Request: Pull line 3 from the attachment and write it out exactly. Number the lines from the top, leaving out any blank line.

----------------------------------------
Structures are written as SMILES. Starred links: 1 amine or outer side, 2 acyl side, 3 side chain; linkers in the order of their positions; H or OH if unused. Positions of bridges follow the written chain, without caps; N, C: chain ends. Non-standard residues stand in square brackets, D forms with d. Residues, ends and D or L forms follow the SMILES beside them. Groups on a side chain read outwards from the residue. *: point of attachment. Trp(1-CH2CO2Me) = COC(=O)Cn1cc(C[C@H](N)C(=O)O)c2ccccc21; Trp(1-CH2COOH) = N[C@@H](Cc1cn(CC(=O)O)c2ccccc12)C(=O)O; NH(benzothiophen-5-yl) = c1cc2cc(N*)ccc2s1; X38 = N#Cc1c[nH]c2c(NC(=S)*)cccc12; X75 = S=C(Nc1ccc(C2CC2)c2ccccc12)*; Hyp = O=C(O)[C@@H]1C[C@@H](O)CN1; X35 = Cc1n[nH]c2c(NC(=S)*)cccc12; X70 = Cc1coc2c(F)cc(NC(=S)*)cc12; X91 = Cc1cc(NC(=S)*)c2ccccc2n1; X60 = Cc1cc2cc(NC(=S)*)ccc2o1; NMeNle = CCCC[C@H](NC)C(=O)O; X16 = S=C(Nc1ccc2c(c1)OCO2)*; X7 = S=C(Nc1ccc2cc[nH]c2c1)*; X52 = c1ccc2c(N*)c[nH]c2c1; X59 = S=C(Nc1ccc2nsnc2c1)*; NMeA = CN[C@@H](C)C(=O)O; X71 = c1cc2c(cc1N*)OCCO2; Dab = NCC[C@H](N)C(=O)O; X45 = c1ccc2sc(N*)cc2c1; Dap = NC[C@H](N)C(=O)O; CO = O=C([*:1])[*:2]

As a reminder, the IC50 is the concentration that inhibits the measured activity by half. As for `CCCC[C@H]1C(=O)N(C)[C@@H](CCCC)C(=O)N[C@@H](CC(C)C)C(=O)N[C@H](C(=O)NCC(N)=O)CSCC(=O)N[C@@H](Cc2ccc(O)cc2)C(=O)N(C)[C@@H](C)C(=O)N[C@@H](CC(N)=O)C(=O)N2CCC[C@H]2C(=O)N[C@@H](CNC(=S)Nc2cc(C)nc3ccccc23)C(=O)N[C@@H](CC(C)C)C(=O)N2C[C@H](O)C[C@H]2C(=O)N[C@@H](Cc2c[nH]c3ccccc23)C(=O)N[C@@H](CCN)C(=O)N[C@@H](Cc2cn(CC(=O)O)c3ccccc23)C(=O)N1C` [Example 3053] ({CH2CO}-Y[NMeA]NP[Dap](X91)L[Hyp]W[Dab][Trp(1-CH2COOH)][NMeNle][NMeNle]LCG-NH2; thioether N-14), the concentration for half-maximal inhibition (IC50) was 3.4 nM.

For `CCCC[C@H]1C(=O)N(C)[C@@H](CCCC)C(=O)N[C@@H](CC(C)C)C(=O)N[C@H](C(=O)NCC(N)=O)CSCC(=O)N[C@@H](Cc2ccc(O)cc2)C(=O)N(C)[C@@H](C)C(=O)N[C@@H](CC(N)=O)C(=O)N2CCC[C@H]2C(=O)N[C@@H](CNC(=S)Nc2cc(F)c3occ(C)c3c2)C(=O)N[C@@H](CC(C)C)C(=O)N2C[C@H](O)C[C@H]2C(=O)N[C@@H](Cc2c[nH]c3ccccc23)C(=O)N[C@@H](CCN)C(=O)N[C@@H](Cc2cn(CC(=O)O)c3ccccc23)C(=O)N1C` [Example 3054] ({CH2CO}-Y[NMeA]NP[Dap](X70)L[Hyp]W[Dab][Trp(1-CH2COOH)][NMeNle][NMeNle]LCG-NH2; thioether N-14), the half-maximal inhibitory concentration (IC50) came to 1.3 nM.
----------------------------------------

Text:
For `CCCC[C@H]1C(=O)N(C)[C@@H](CCCC)C(=O)N[C@@H](CC(C)C)C(=O)N[C@H](C(=O)NCC(N)=O)CSCC(=O)N[C@@H](Cc2ccc(O)cc2)C(=O)N(C)[C@@H](C)C(=O)N[C@@H](CC(N)=O)C(=O)N2CCC[C@H]2C(=O)N[C@@H](CNC(=S)Nc2cc(F)c3occ(C)c3c2)C(=O)N[C@@H](CC(C)C)C(=O)N2C[C@H](O)C[C@H]2C(=O)N[C@@H](Cc2c[nH]c3ccccc23)C(=O)N[C@@H](CCN)C(=O)N[C@@H](Cc2cn(CC(=O)O)c3ccccc23)C(=O)N1C` [Example 3054] ({CH2CO}-Y[NMeA]NP[Dap](X70)L[Hyp]W[Dab][Trp(1-CH2COOH)][NMeNle][NMeNle]LCG-NH2; thioether N-14), the half-maximal inhibitory concentration (IC50) came to 1.3 nM.